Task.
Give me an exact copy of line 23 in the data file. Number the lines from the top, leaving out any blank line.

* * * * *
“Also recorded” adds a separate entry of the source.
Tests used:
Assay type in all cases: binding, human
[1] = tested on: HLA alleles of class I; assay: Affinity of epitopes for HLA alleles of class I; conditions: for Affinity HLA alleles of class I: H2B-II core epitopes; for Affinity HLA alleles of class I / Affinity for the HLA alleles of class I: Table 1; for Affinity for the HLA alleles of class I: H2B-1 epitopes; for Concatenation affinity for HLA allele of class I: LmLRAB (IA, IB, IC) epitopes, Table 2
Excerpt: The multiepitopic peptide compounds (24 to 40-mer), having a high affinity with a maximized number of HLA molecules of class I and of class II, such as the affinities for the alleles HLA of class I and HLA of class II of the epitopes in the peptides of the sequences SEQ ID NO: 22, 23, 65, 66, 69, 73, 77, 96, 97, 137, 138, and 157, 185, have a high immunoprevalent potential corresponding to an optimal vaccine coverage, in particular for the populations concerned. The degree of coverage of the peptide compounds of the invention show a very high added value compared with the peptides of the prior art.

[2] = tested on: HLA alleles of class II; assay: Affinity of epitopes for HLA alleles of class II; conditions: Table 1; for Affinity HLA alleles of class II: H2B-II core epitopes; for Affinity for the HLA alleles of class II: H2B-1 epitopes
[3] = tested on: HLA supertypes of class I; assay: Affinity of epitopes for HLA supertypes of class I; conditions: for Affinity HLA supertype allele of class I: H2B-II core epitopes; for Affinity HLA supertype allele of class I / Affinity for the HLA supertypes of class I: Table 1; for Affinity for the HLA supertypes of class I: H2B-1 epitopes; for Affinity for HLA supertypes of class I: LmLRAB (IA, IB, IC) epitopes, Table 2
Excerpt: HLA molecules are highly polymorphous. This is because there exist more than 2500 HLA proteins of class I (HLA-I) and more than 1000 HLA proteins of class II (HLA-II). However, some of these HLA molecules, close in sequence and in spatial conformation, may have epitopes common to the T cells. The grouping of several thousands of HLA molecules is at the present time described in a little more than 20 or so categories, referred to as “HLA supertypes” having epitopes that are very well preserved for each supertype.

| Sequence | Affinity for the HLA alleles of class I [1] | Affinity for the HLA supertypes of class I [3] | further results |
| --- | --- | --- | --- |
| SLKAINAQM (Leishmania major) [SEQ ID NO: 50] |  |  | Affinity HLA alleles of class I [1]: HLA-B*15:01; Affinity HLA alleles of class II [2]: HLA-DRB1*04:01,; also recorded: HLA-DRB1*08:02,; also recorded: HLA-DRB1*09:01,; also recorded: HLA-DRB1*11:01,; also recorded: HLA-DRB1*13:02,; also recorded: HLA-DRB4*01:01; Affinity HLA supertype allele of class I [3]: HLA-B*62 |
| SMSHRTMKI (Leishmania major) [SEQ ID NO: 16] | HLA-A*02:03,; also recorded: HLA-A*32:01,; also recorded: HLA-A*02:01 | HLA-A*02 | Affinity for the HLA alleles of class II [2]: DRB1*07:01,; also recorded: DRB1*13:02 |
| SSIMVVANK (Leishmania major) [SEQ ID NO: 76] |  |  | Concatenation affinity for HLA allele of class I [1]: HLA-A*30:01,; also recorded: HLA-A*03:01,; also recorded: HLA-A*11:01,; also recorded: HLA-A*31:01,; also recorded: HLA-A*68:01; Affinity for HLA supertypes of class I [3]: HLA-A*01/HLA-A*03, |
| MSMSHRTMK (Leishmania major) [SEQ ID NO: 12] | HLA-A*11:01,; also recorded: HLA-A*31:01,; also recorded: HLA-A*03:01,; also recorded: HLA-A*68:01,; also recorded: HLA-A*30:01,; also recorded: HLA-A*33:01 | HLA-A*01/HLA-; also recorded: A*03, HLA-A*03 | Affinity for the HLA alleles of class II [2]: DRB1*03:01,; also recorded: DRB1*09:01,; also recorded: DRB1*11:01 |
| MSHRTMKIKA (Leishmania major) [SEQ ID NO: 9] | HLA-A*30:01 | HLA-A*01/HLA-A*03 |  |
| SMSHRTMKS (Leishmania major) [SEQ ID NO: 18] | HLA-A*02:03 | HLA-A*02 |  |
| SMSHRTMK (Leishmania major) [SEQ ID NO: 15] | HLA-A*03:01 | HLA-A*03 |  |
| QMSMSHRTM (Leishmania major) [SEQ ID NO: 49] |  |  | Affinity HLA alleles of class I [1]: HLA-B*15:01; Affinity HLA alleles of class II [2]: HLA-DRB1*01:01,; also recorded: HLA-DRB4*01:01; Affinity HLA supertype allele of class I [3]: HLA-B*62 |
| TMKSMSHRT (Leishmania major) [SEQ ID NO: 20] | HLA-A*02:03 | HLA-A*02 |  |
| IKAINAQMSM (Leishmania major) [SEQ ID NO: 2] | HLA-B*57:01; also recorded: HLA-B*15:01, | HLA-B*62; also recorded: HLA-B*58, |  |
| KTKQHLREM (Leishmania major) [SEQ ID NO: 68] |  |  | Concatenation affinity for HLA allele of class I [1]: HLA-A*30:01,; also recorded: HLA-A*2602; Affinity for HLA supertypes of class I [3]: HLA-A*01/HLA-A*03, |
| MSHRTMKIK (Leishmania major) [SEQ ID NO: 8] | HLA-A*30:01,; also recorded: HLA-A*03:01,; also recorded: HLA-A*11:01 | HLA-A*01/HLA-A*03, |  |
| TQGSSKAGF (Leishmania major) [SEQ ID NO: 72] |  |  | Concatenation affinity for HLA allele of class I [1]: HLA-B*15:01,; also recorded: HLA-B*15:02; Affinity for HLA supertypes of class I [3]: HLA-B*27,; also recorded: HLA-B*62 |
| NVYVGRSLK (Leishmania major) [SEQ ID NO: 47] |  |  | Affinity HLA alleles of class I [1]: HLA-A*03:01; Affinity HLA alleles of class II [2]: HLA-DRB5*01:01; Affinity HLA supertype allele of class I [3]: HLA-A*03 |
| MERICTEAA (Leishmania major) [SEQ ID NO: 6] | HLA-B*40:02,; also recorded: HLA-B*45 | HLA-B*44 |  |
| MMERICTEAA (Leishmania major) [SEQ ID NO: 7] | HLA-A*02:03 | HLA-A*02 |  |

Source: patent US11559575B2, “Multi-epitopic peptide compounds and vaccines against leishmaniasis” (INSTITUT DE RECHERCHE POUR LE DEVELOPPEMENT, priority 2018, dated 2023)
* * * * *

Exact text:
| TQGSSKAGF (Leishmania major) [SEQ ID NO: 72] |  |  | Concatenation affinity for HLA allele of class I [1]: HLA-B*15:01,; also recorded: HLA-B*15:02; Affinity for HLA supertypes of class I [3]: HLA-B*27,; also recorded: HLA-B*62 |